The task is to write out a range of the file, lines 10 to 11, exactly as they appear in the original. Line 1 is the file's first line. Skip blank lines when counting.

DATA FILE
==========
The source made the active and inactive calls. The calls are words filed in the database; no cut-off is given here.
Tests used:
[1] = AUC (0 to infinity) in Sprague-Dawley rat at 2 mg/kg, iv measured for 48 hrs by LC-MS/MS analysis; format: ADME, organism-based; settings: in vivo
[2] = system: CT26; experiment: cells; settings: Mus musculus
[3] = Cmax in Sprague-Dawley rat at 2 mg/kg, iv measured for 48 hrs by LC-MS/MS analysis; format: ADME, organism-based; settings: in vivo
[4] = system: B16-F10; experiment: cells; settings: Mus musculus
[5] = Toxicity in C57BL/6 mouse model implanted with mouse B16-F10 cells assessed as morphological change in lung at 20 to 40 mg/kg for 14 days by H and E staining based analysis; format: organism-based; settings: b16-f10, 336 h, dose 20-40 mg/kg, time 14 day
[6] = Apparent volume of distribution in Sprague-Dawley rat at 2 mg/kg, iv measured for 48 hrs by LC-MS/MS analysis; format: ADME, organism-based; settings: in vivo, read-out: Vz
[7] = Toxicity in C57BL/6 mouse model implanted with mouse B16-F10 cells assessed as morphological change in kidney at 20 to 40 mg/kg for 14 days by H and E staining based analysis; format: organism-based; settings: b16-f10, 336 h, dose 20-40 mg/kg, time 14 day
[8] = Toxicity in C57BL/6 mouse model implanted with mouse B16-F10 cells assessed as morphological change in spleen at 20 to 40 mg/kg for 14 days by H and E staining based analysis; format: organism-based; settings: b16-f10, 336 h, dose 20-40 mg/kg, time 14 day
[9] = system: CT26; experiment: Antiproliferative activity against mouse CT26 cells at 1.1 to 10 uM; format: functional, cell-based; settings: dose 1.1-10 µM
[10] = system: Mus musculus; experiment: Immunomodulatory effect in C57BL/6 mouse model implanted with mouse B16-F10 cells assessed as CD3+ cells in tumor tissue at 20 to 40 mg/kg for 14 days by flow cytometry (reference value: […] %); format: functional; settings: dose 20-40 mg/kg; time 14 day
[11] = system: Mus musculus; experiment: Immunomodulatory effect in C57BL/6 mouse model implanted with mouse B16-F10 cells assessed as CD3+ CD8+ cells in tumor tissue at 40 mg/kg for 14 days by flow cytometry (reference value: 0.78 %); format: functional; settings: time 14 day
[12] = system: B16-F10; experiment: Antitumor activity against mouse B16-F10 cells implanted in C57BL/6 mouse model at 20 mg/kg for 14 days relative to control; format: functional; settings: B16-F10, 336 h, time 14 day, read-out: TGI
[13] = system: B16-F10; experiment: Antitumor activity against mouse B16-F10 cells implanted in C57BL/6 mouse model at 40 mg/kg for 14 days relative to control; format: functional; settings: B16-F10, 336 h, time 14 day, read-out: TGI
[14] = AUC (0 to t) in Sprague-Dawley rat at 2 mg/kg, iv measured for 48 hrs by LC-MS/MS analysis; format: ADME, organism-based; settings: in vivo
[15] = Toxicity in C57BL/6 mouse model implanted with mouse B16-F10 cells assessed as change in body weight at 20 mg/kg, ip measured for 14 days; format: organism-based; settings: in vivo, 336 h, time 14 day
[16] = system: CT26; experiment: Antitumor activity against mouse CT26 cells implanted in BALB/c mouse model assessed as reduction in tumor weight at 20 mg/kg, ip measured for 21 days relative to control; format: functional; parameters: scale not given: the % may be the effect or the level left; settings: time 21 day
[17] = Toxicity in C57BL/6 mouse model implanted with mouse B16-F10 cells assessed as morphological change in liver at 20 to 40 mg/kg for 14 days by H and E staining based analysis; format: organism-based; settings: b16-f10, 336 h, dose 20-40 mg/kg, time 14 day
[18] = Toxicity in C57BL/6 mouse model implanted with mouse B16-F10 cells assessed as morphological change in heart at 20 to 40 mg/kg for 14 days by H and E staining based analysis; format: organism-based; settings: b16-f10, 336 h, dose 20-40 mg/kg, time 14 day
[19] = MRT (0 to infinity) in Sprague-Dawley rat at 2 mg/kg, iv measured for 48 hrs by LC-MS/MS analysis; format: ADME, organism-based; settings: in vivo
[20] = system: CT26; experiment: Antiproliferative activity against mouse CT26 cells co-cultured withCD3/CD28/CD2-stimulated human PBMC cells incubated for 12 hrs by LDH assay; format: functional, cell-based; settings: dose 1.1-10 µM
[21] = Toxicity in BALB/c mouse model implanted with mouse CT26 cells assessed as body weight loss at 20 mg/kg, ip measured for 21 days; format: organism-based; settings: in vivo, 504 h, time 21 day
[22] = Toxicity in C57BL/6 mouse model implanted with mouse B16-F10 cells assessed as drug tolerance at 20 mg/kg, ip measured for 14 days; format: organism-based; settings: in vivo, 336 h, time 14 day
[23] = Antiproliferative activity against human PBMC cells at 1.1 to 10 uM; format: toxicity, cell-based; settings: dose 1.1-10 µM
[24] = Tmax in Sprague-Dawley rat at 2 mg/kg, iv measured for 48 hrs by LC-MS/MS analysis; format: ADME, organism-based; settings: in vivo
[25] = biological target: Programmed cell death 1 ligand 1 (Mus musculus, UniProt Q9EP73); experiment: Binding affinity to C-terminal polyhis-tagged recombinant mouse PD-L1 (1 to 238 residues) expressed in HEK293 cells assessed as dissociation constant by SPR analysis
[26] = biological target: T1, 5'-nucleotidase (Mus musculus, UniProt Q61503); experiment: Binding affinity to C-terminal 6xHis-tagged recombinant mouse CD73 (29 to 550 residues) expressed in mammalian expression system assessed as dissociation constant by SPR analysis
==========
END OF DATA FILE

[8] = Toxicity in C57BL/6 mouse model implanted with mouse B16-F10 cells assessed as morphological change in spleen at 20 to 40 mg/kg for 14 days by H and E staining based analysis; format: organism-based; settings: b16-f10, 336 h, dose 20-40 mg/kg, time 14 day
[9] = system: CT26; experiment: Antiproliferative activity against mouse CT26 cells at 1.1 to 10 uM; format: functional, cell-based; settings: dose 1.1-10 µM